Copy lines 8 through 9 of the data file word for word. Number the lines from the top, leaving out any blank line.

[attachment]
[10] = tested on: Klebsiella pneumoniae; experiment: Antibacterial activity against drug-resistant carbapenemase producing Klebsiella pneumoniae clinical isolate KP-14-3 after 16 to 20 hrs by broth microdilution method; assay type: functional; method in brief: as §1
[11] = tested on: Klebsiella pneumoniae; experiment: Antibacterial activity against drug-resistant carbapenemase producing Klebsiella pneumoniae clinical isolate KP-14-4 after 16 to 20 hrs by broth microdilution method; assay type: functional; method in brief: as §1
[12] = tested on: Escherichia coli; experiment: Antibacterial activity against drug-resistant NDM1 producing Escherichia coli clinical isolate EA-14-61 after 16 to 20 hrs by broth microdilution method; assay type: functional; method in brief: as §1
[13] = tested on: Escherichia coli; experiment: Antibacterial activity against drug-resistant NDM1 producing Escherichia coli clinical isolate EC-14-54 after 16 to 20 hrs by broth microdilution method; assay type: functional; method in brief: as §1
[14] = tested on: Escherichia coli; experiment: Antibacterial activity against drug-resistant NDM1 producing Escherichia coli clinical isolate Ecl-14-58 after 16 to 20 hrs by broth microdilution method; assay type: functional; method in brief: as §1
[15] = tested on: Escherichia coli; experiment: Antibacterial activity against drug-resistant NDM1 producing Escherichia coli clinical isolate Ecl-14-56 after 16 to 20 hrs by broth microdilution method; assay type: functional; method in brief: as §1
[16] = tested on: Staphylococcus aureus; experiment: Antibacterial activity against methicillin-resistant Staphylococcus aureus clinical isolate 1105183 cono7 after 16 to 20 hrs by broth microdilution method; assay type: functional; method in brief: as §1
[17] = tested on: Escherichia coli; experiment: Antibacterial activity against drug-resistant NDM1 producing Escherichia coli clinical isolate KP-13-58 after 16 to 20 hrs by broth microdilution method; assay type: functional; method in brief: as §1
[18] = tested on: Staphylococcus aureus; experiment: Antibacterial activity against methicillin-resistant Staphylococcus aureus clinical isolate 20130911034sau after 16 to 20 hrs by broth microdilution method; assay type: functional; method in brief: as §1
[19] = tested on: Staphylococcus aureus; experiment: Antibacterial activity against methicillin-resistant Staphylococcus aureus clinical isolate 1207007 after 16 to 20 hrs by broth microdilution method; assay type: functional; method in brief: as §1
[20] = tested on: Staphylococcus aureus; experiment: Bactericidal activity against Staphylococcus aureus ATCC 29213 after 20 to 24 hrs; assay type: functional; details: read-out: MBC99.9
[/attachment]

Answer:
[17] = tested on: Escherichia coli; experiment: Antibacterial activity against drug-resistant NDM1 producing Escherichia coli clinical isolate KP-13-58 after 16 to 20 hrs by broth microdilution method; assay type: functional; method in brief: as §1
[18] = tested on: Staphylococcus aureus; experiment: Antibacterial activity against methicillin-resistant Staphylococcus aureus clinical isolate 20130911034sau after 16 to 20 hrs by broth microdilution method; assay type: functional; method in brief: as §1